NASHVILLE, Tenn. (WKRN) — When flames broke out at the Arbors of Brentwood Apartment Homes, residents knew time was of the essence.
Resident Ian Church said he grew frustrated when he called 911 and wasn’t able to get through to a real person. That’s when he decided to take matters into his own hands.
“I wasn’t getting in contact with any personnel from dispatch and I tried calling six more times for about six minutes and then no one was even answering the whole time. I don’t know if it was the influx of calls or what. But I decided like I said to drive up to the nearest fire station, which is two minutes up the road,” Church said.
Nashville dispatch received 27 911 calls between 3:51 a.m. and 4 a.m., meaning some callers were put on an automated line until dispatchers could answer.
The Nashville Fire Department said crews from stations 6 and 10 were sent to the scene but were delayed by two minutes due to a failure in their Locution notification system. As a result, the Emergency Communications Center had to call fire stations directly to dispatch them. Even so, NFD said crews were able to get on the scene within 10 minutes of the initial 911 call.
Residents said time seemingly stood still.
“It’s not the firefighters’ fault that this fire got started but it is their job to act in an efficient manner. And like I said, one of our tenants took it upon themselves to go down there and try to get help as soon as possible because no one was answering our calls,” displaced resident Taylor Lillybridge said.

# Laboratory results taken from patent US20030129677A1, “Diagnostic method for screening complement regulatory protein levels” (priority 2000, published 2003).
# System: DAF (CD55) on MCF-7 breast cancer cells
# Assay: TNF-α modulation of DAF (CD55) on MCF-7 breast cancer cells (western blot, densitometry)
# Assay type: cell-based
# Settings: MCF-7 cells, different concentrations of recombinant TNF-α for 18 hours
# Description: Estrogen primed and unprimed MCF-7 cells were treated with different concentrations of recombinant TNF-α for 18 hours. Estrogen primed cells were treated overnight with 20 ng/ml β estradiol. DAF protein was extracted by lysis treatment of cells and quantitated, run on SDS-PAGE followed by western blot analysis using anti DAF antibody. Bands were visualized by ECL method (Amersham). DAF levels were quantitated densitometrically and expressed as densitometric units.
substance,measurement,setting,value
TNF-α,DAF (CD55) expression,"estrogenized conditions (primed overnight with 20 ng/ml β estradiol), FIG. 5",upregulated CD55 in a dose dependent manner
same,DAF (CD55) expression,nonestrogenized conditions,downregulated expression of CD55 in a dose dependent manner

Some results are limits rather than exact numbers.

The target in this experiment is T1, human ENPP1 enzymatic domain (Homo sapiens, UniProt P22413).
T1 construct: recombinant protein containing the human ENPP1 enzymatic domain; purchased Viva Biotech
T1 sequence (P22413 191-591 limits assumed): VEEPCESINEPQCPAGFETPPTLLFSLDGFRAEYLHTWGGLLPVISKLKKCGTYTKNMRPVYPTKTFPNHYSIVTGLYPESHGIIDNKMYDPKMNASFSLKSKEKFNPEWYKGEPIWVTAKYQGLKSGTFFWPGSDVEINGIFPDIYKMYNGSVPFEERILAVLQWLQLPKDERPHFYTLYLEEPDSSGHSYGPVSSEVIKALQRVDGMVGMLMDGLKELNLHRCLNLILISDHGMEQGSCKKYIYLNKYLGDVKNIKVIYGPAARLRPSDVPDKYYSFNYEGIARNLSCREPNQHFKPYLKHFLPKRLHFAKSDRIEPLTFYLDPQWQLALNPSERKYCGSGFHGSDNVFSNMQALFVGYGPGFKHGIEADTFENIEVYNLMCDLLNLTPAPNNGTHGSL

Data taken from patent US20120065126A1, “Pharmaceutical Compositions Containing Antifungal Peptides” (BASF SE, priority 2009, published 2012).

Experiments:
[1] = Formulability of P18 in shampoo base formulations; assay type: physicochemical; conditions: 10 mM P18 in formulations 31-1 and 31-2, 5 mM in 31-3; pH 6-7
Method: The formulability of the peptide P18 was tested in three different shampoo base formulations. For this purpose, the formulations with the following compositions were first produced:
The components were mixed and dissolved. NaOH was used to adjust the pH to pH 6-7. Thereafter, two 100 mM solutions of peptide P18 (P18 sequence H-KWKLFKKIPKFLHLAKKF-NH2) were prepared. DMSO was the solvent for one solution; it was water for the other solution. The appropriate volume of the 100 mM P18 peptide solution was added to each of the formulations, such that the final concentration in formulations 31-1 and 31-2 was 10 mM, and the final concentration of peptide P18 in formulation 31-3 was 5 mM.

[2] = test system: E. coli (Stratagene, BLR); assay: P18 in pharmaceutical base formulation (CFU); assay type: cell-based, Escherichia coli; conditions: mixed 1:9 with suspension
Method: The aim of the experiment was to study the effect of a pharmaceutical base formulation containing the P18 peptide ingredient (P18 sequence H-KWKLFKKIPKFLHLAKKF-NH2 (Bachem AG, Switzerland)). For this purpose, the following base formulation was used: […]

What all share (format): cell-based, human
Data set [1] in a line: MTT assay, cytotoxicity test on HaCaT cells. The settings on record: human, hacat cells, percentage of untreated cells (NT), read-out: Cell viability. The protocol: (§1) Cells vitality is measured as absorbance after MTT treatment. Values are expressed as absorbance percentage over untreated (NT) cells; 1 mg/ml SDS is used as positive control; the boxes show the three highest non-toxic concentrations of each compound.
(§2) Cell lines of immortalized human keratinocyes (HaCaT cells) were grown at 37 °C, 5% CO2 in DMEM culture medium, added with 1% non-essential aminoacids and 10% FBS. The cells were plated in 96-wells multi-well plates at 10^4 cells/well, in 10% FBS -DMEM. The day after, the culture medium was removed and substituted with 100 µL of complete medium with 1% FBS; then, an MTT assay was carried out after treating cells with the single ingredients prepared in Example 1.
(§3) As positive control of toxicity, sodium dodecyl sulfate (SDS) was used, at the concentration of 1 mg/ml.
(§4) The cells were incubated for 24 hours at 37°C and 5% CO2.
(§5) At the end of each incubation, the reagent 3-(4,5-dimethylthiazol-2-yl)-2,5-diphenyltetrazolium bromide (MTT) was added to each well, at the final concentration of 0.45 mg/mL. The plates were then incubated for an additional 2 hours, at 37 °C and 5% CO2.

Hours before the Arbors of Brentwood Apartment Homes fire, crews had responded to another south Nashville apartment fire that displaced 21 units.
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Even with the busy night, the fire department tells News 2 that crews were able to contain the fire to one building at the Arbors of Brentwood and there were no civilian injuries.
“I lost my home six-seven months ago to a tornado in Bowling Green and moved down to Nashville, got this apartment, and this was my fresh start. So the whole time I’m watching this building slowly become more and more consumed with flames and it’s all just sinking in, like, oh my God, like this is happening again,” Lillybridge said.
Once crews arrived on the scene, attacking the fire was more involved than just turning on a hose. It took firefighters several minutes to set up a sustainable water supply and start working.